What causes cervical lymph nodes and is it a serious condition??
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Hello Dr. Kakkar, a few weeks ago I noticed an enlarged lymph node in my neck which was worrying enough for me to get checked out by my GP. He agreed to refer me to a haematologist but I may have to wait until after Christmas for the appointment depending on the waiting list. I would like your opinion on whether my lymph node could be caused by acne? I have always had acne (on and off) around my neck for the last 15 years. Could this be the cause of my enlarged lymph node and could it have caused my lymph node to remain enlarged indefinitely? And is there any risk to this? It is in the right side (cervical) and my best guess is that it is about 1cm in length (and less than half of that in width). There is another palpable lymph node in my left side which is almost exactly symmetrical in position although it is much smaller (maybe 5mm or less). I first noticed them two weeks ago (although they may have been there for years and may not have noticed them as I have never checked). They are definitely not reducing in size although they don't seem to be getting any larger either. They are movable in the sense that if I push them, they will move under my finger (almost jumping to the other side of my finger). They are definitely not what I would describe as 'hard' or 'stony' - I'm not sure how to distinguish between 'rubbery' or 'soft' but they are either rubbery or soft depending on the definition. There is no tenderness and absolutely no pain. If someone else fells it I cannot tell. I have no other palpable lymph nodes in my groin or armpits. I have had no noticeable infections or viruses although I occasionally get acne specifically around the neck area and always have done since I was young. I would really like to know the likelihood of the lumps being anything serious? Thank you.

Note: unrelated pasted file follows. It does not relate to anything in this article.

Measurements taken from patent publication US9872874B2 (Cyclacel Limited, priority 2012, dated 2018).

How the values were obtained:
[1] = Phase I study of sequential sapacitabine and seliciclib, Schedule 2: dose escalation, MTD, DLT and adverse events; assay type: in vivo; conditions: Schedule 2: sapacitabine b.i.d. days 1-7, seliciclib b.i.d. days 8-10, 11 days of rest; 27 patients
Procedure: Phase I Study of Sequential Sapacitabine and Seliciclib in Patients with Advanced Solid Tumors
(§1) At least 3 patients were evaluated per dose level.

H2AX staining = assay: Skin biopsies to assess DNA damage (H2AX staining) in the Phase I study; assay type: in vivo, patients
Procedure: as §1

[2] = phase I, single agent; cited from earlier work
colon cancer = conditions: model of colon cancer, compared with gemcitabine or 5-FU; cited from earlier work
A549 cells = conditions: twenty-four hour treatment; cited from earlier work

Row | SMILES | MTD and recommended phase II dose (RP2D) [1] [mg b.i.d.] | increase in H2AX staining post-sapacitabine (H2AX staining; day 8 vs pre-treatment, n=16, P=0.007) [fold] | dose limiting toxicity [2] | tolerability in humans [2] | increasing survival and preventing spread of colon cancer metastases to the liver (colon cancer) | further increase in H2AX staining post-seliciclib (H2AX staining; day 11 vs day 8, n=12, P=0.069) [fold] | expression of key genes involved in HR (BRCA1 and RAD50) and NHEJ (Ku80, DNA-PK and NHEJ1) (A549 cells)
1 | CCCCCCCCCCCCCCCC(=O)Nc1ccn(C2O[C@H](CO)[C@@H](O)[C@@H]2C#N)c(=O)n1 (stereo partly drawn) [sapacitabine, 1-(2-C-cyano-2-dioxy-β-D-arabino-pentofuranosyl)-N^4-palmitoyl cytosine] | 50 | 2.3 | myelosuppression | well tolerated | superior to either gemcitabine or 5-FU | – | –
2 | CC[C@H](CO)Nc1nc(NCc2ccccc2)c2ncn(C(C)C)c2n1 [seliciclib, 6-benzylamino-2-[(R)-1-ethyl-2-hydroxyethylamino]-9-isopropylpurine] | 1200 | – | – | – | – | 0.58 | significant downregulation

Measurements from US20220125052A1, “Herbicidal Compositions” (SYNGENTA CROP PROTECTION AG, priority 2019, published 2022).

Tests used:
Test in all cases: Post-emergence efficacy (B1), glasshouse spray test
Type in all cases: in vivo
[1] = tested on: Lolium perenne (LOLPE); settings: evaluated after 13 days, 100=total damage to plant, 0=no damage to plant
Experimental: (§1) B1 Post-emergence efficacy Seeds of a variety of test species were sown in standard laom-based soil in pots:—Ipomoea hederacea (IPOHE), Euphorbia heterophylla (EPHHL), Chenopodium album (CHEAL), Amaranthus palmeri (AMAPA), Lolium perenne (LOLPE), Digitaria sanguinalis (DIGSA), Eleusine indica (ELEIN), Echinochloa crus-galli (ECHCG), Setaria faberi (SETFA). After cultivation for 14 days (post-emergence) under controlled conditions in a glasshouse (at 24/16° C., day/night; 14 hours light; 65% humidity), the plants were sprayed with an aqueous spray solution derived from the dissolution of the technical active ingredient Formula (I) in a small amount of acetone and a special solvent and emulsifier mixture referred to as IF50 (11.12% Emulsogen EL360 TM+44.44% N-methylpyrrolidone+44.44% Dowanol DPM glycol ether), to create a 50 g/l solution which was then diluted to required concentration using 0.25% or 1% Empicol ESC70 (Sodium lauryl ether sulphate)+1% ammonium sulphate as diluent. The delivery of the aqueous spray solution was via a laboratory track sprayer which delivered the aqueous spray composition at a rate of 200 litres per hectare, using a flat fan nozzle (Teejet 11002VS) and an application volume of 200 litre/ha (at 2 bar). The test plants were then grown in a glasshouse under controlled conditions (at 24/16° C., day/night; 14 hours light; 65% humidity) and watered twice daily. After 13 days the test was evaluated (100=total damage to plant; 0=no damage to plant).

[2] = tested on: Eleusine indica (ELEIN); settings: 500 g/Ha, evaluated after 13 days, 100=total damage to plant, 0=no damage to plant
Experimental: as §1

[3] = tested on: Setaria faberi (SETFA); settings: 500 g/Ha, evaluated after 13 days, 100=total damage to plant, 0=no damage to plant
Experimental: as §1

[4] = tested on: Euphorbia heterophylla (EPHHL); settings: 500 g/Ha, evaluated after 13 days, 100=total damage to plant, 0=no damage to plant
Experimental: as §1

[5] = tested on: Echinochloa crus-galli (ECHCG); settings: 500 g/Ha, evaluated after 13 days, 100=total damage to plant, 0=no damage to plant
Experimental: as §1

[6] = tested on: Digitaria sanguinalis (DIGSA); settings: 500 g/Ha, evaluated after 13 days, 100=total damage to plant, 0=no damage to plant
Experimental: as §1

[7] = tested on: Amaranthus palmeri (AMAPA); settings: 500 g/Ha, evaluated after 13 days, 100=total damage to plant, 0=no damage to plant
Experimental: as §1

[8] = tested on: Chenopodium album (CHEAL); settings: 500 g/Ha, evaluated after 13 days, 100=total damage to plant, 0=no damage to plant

Posted Fri, 27 Dec 2013 in Skin Hair and Nails
Answered by Dr. Kakkar S. 16 hours later
Brief Answer: 3-4 weeks observation+treat for neck eruptions Detailed Answer: Hi. Thanks for your query at XXXXXXX In adults, healthy lymph nodes are not normally palpable unless they enlarge over 1 cm in size. Although the finding of lymphadenopathy sometimes raises fears about serious illness, it is usually a result of benign infectious causes specially in young people < 40 years of age. Localized cervical adenopathy should prompt a search for an adjacent precipitating lesion like sore throat, infection etc (adjacent skin lesions e.g Neck eruptions in your case) and an examination of other nodal areas to rule out generalized lymphadenopathy (which is of course negative in your case) Generally, patients with a benign clinical history, an unremarkable physical examination and no constitutional symptoms (fever, weight loss, fatigue etc) should be reexamined in three to four weeks to see if the lymph nodes have regressed or disappeared. Therefore, a 3-4 week period of observation is prudent in your case along with correction of possible underlying cause of localised cervical lymphadenopathy i.e recurrent eruptions on the neck. I would advice that you visit a dermatologist and get a prescription (oral and topical antibiotics) for recurrent neck eruption since that seems to be likely underlying cause of lymphadenopathy in your case. I guess with proper treatment of recurrent neck eruptions, cervical lymphadenopathy should resolve in another 3 weeks or so. Take care regards